Working on his game day in, day out at the Pilic Academy [run by former Croatian player Nikola Pilic], did Djokovic believe he would reach the pinnacle of the sport he grew up watching on TV from a tiny room above his parents’ pizza parlour in the remote mountain town of Kopaonik?
“I dreamed it,” he says with a smile. “I envisioned it. But I was also trying to be down to earth and realistic, coming from a small country like Serbia that didn’t have a tennis tradition.”
One thing Serbia did have was Djokovic’s first coach, Jelena Gencic – the woman who told his parents that they had a “golden child” on their hands after she spotted the six-year-old at one of her tennis clinics. When Gencic passed away in 2013, it left Djokovic devastated at the loss of the childhood mentor he credits with teaching him “everything about playing tennis and how to behave”.
Indeed, it is her name he brings up when we discuss his meticulous approach to the game and everything surrounding it [in Djokovic’s 2013 book, Serve to Win, he reveals details of his gluten and dairy-free diet, his devotion to Eastern philosophy and medicine, and why he prefers for his urine to have “a bit of colour.”]
“I inherited that way of being from my first coach,” Djokovic explains. “She was also very analytical. Every exercise or drill that we did on the court had its purpose. She taught me to always be prepared for practice, to warm up properly, to recover and stretch. She had this holistic approach, so it’s a mindset I’ve also had since I was seven years old.”
He still does many of the things Gencic taught him now, he says, if in a slightly different way as he and his team have evolved. One thing remains:
“We still keep this strong link between ourselves because, at the end of the day, it’s a team sport as well. When I’m alone on the court, of course I have to do the job myself. But I have this small corner where my team is sitting. Sometimes it’s sufficient for me just to look at them and make eye contact with Boris [Becker] or Marian [Vajda, another coach] – that’s enough for me to know that I’m not alone.”
The German influence
It has been almost two years since Djokovic approached six-time Grand Slam winner Becker about becoming his head coach. Since then, he has reclaimed the number-one world ranking [which he lost to Nadal after a disappointing 2013], and added four more Slams to his record, taking his tally to 10. While the German has been a legend since his playing days, he had never coached a top player before Djokovic came calling. But it was Becker’s vast on-court experience that Djokovic says led him to hire the former world number one.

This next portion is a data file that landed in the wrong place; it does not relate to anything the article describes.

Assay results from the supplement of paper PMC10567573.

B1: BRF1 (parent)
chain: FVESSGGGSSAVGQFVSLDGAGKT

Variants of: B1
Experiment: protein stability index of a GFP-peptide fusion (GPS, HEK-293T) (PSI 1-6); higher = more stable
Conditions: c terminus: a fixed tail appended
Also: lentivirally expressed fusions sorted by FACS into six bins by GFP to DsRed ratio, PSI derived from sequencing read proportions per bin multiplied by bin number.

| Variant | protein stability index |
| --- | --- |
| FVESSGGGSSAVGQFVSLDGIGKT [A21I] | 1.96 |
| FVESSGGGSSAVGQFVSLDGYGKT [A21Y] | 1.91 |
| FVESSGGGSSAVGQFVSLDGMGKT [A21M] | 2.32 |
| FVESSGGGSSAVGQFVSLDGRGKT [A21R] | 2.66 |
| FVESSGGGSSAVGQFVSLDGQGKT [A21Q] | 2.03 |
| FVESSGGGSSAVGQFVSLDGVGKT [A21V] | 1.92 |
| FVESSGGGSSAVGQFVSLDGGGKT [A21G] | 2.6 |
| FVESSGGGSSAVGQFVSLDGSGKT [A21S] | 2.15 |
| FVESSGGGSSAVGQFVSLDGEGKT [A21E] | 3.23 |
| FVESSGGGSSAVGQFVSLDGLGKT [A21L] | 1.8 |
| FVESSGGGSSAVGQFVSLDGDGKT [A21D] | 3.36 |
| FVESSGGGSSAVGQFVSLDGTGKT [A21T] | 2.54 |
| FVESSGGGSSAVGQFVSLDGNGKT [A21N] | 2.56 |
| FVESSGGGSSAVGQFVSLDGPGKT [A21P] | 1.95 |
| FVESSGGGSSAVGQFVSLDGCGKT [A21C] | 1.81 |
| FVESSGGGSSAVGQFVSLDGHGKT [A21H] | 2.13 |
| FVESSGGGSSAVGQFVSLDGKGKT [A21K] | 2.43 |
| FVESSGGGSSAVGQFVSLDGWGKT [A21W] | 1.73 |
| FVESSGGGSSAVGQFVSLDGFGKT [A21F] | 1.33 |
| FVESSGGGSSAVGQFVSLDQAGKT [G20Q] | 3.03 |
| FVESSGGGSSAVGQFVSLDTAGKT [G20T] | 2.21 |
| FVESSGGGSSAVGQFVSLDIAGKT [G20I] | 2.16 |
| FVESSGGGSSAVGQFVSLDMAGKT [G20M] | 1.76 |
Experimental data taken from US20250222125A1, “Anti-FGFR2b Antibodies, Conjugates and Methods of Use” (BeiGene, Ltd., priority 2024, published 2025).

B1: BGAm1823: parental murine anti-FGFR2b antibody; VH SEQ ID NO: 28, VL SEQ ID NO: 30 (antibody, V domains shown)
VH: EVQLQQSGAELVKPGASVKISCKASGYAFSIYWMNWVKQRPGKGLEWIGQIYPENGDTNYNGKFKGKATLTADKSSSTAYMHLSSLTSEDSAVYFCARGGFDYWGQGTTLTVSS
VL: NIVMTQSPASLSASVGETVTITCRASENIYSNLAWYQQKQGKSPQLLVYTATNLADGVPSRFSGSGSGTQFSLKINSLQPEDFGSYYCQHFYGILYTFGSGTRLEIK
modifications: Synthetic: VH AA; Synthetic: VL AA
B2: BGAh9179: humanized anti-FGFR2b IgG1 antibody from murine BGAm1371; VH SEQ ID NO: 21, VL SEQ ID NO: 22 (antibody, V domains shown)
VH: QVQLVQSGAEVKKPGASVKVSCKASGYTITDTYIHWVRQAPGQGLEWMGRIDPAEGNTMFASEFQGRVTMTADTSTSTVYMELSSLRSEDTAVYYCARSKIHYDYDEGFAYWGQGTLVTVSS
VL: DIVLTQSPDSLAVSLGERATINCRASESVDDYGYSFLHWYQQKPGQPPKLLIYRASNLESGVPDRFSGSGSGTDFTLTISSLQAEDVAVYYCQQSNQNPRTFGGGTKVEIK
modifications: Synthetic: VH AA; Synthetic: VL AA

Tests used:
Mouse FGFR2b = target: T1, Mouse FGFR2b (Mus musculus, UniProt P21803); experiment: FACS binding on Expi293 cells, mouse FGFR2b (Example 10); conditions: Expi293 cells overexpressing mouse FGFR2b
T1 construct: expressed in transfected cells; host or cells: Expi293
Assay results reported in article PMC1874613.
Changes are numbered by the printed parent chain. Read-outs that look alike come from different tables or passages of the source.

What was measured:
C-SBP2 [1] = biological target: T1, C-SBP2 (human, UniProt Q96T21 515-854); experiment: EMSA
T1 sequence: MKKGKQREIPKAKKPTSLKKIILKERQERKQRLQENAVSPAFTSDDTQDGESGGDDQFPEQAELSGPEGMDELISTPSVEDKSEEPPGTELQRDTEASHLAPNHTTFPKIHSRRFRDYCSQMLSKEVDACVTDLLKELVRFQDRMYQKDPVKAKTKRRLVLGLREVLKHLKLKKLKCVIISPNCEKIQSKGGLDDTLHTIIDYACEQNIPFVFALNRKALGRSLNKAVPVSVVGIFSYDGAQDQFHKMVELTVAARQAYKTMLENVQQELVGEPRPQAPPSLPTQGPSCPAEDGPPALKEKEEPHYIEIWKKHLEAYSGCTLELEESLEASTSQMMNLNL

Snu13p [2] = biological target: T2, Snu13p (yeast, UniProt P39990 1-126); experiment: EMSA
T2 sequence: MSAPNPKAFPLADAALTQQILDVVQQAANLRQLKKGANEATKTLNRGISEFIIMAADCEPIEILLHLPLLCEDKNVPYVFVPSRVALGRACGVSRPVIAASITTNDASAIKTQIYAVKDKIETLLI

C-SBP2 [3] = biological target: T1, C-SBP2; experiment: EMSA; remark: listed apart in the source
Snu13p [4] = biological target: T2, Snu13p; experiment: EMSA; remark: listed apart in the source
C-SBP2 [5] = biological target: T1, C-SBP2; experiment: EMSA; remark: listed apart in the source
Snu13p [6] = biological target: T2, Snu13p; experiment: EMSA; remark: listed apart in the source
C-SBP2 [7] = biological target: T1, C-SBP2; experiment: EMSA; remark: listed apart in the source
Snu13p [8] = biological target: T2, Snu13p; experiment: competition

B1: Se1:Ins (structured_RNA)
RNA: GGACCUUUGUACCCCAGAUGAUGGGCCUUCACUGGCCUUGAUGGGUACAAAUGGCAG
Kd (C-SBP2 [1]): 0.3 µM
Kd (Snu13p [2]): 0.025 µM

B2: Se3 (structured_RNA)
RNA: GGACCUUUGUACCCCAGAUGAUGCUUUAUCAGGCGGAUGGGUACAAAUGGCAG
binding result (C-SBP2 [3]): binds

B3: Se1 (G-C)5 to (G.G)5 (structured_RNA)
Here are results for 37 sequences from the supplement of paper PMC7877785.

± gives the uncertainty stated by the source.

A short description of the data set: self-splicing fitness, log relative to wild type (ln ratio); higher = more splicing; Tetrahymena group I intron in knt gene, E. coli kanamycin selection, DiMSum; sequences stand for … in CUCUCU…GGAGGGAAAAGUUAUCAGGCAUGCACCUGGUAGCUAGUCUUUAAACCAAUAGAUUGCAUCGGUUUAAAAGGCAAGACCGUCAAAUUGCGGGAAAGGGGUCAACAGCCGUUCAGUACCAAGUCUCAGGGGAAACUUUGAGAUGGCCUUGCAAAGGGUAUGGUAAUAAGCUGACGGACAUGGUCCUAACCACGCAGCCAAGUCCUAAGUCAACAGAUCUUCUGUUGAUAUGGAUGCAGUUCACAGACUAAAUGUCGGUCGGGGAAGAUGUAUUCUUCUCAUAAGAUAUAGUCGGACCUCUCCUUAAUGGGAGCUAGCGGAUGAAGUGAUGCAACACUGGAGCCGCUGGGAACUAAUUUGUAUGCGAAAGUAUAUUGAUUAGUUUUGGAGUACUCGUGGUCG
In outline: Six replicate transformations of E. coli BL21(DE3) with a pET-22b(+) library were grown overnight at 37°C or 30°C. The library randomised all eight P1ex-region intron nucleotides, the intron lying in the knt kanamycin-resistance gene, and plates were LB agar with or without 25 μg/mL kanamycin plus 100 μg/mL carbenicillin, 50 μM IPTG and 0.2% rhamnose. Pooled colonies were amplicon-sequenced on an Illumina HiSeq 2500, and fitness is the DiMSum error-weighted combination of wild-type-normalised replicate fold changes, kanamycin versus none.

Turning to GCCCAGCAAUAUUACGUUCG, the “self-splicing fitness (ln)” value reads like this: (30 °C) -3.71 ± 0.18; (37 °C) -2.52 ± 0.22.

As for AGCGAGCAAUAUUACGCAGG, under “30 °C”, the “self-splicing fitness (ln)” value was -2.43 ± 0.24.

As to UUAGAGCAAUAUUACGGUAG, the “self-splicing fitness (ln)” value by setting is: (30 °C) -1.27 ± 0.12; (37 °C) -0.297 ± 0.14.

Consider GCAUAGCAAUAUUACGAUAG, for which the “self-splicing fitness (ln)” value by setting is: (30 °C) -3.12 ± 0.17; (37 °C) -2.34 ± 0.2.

“He has the mental ability to handle really stressful situations on the court in the big matches,” he says. “Especially those that are for big trophies. He’s won many of them himself, so he understands the challenge that is waiting for me on the court. We had a lot of talks about this particular matter, and I think this is where his contribution has shown the most in my game and in my success.”
The transition from being a famously successful player to coaching one is not always straightforward. Djokovic admits even he was unsure how Becker would handle the change in mindset at first, but says it quickly became clear he needn’t have been:
“He kept a distance at the beginning, especially for the first four or five months we worked together. He accepted his role was more of an observation role to start with, because he wanted to understand me and my ways of thinking, my work ethic and the way I communicate with my team.
“I appreciate that very much, because it was something that maybe you don’t expect somebody that is a great in the sport to do. To really take a step back and understand that it’s my career that is most important here, and that he has to switch his priorities and ways of thinking and channel his energy into my development and improvement. In the beginning, it took a little bit of time, but now we have this great harmony in the team.”